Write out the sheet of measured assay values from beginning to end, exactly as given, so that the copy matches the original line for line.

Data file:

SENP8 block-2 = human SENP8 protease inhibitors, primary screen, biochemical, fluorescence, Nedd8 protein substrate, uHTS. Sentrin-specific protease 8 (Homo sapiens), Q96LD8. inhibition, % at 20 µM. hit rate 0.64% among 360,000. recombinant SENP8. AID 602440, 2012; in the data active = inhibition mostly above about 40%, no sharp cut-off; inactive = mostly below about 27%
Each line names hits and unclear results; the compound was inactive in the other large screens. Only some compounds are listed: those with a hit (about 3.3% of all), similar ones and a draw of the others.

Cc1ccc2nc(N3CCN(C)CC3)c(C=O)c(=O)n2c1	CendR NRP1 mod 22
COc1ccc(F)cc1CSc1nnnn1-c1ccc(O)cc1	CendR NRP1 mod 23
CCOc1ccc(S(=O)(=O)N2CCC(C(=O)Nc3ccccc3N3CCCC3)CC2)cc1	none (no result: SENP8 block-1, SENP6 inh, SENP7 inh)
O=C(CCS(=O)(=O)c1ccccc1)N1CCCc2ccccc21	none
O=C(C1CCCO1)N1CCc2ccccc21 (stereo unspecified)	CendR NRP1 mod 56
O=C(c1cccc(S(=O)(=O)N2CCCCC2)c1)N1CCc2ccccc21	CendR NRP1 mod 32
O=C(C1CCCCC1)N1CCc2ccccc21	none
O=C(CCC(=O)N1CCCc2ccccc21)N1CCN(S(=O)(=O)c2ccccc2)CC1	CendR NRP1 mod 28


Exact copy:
SENP8 block-2 = human SENP8 protease inhibitors, primary screen, biochemical, fluorescence, Nedd8 protein substrate, uHTS. Sentrin-specific protease 8 (Homo sapiens), Q96LD8. inhibition, % at 20 µM. hit rate 0.64% among 360,000. recombinant SENP8. AID 602440, 2012; in the data active = inhibition mostly above about 40%, no sharp cut-off; inactive = mostly below about 27%
Each line names hits and unclear results; the compound was inactive in the other large screens. Only some compounds are listed: those with a hit (about 3.3% of all), similar ones and a draw of the others.

Cc1ccc2nc(N3CCN(C)CC3)c(C=O)c(=O)n2c1	CendR NRP1 mod 22
COc1ccc(F)cc1CSc1nnnn1-c1ccc(O)cc1	CendR NRP1 mod 23
CCOc1ccc(S(=O)(=O)N2CCC(C(=O)Nc3ccccc3N3CCCC3)CC2)cc1	none (no result: SENP8 block-1, SENP6 inh, SENP7 inh)
O=C(CCS(=O)(=O)c1ccccc1)N1CCCc2ccccc21	none
O=C(C1CCCO1)N1CCc2ccccc21 (stereo unspecified)	CendR NRP1 mod 56
O=C(c1cccc(S(=O)(=O)N2CCCCC2)c1)N1CCc2ccccc21	CendR NRP1 mod 32
O=C(C1CCCCC1)N1CCc2ccccc21	none
O=C(CCC(=O)N1CCCc2ccccc21)N1CCN(S(=O)(=O)c2ccccc2)CC1	CendR NRP1 mod 28